All day long, very moist air has been rising up the slopes of the Acadian Mountains, and this has triggered a series of severe thunderstorms. Dark banks of towering storm clouds rise above the 32,000-foot-tall mountain peaks. A great col lies between two adjacent summits, and this forms a huge geographic bowl. Three closely spaced lines of thunderstorms have unloaded, in quick succession, upon this vicinity, and the rains have flooded the bowl. The rain of the first line of storms quickly waterlogged the soils and the subsequent torrents have raced off downhill in deep, fast-flowing erosive streams. Deep gullies have been rapidly cut into the soft, blue-black upper slopes of the bowl. Vast amounts of sediment have been mobilized and a thick ooze of dirty water (in fact, almost watery dirt) has funneled into gullies too numerous to count. Downslope, the gullies combine into several powerful cascading streams. The flows are now too great to be accommodated by the temporary channels they have cut, and so the deep channels are being widened rapidly. More dark earth is engulfed by the erosive powers of the expanding flows, and whole earthen slopes crash down into the torrent. The rush of the confined water is being pushed and hurried along by the great amounts of water backed up behind.

From various compass points, similar flows combine to a point well down on the face of the Acadian massif. Here, today’s cascade, and many earlier ones like it, have combined to carve a great vee-shaped cleft in the mountain range. This gap dwarfs the canyons above it. Through this cleft, on this day, flow several large Niagara’s; this is a catastrophic event, a thousand year flood.

Below these narrows, the Acadian slopes level out. Vast piles of coarse sand and gravel have formed an enormous, rounded apron of sediment, draped against the slopes of the Acadians. As it flows across this slope, the water breaks up into a number of smaller streams, which continue several miles down the gentle slope until a level nearly that of the sea is reached. At sea level, the streams enter a broad, flat delta top landscape, which is a morass of flooded bayous, marshes and ponds.

The drainage of the Acadian slopes thus forms a great hourglass, and this whole drainage system functions as a giant mountain-destroying machine. The upper basin makes up the wide top of the glass where the rain water is gathered. As it cascades down the slope, it erodes into the mountainous landscape. Below, the narrows make up the constricted middle of the hourglass; here the flow is most effective, and water with its burden of sediment is efficiently transported away from the mountain. The gentle slopes reach down to the flat morass that makes up the bottom of the hourglass. This is where all the material eroded from above ends up.

The morass I speak of makes up the great Catskill Delta. Now, its various glutted and disorganized channels of water make their ways toward the sea. These channels are not nearly large enough to hold the water, and they are in full flood. The blue-black floodwater streams have fanned out across the delta plain. Much of the foliage that had grown along the streams has been swept away. Beyond the now-submerged stream channels, the flood currents slow down and the sediments begin to be deposited as dark horizons of muddy sand. Many plants are being buried within these sands; those that had hung on against the currents are being buried in an upright, standing position.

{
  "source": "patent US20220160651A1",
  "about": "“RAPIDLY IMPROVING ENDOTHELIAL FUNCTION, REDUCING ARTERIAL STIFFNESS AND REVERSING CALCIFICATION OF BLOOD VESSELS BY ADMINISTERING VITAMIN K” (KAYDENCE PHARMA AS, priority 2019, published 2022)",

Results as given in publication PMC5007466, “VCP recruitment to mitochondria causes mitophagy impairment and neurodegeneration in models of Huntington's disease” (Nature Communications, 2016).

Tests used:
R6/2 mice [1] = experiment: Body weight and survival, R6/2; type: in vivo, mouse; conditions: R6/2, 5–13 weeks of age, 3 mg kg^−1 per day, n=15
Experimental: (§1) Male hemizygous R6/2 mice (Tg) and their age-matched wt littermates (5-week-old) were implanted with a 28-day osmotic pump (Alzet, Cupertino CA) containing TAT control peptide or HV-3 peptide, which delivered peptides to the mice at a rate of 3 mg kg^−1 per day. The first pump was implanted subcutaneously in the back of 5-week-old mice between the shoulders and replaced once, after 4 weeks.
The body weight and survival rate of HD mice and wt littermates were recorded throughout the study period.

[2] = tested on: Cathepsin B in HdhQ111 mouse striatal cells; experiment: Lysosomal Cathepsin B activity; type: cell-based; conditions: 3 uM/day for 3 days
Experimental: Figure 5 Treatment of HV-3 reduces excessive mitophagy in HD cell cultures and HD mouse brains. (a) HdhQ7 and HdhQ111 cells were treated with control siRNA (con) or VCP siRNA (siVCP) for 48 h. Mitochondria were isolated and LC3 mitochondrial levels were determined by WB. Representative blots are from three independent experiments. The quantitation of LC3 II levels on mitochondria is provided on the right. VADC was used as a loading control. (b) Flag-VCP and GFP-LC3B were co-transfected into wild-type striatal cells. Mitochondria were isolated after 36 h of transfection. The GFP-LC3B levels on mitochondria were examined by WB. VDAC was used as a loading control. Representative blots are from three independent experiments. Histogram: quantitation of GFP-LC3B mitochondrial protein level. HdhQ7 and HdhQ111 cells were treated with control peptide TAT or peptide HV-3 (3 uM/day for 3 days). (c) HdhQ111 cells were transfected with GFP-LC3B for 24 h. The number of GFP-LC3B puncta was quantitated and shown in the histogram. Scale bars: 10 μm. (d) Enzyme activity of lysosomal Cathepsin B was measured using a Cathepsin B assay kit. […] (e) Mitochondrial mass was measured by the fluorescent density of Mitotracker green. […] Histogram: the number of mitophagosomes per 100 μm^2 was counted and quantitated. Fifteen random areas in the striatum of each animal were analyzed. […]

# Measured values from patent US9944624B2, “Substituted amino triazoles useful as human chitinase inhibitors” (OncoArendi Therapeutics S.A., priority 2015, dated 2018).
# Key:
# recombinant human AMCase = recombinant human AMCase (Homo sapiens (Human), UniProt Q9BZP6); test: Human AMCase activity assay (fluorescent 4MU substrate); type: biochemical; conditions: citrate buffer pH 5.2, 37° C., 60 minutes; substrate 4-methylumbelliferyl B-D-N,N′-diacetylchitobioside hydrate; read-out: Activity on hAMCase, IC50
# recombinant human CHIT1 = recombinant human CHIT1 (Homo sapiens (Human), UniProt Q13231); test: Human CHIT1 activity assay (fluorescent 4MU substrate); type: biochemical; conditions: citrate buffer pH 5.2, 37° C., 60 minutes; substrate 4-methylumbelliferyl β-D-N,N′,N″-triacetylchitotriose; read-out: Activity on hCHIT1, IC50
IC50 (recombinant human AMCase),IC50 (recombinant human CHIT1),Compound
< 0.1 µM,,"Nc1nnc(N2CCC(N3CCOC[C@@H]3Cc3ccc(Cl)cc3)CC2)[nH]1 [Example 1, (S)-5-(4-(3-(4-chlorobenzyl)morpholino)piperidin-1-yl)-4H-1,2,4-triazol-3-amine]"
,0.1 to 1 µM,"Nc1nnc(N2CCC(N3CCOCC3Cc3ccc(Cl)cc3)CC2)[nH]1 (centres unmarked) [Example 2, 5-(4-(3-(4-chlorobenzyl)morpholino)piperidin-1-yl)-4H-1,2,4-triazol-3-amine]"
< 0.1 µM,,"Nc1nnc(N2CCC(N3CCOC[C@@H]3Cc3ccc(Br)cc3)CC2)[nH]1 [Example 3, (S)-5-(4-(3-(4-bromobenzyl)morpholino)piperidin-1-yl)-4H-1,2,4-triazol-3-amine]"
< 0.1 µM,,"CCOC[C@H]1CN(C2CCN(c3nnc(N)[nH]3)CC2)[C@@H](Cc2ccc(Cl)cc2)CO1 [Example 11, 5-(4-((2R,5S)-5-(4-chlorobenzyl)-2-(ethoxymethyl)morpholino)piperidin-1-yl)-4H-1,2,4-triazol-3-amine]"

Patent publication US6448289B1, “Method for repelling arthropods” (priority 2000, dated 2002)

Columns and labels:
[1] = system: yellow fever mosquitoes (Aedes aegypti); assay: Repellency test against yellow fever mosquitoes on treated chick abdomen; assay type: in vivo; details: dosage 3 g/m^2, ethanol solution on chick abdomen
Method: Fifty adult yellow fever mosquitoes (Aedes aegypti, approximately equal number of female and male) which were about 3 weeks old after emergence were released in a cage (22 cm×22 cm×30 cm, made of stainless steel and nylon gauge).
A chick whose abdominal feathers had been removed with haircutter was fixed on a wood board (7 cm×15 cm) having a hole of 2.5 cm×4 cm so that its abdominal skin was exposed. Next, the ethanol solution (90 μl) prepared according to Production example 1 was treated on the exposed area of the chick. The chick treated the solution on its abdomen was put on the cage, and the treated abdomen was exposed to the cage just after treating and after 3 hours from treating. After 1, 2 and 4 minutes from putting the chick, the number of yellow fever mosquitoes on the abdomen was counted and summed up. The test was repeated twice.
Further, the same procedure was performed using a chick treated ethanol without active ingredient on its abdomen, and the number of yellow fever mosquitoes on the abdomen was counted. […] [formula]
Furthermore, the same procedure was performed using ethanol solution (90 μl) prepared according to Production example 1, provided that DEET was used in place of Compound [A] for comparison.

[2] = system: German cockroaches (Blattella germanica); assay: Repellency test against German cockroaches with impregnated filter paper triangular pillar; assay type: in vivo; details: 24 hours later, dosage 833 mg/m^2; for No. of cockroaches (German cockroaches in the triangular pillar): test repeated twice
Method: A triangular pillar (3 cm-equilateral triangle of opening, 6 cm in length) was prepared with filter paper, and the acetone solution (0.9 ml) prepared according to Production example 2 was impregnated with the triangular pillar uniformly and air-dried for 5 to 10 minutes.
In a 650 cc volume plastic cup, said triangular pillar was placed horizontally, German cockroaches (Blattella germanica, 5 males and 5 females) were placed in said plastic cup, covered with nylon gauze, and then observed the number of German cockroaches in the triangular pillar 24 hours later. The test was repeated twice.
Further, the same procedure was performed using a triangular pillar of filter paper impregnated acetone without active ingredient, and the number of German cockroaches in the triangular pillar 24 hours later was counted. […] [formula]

Meanwhile the main flow continues down the channels of the delta. Downstream, the flow is still rapid, but it is beginning to ebb. Colonies of river-dwelling clams are overwhelmed and are quickly buried by masses of sand. These clams have little to fear; muscular and active burrowers, they will not remain buried for long. At the mouths of the Catskill Delta rivers, the waters, dark with sand and silt, are being disgorged into the western Catskill Sea. From above, large plumes of dirty water can be seen slowly expanding out into the sea. Many tree trunks and a flotsam of broken foliage drift seaward, half hidden in the dark plumes.

By midnight the storms have long been over. The skies are clear and the stars shine, competing with a wine-colored moon. The upper slopes of the Acadian Mountains are now dark and silent. Further downstream, the churning flows of the day are still rapid and gurgling with noise, but the normal languid flow of the delta will soon return. The rivers are still dirty, but they are clearing. Offshore the plumes of sediment are settling into thick strata of sticky sand. A large number of shellfish are dying in that burial; they are the ones which cannot burrow to safety. Their shells will lie, buried as fossils, for at least 400 million years.

It has been a very hard day for the biota of the Catskill Delta. But nobody cares. The world of the Devonian is a soul-less one; there is no mourning, no grief, no pity or even self-pity. Indeed, there is no real understanding of exactly what happened today, and by midnight, there are few living creatures who can even remember these terrible events.

Overnight, the currents will slow down enough so that horizontal horizons of sand will accumulate across large expanses of river bottom and seafloor. These deposits will become bluestone.

Up river, the first of many freshwater clams is emerging from the sands, having escaped its entombment. Life goes on.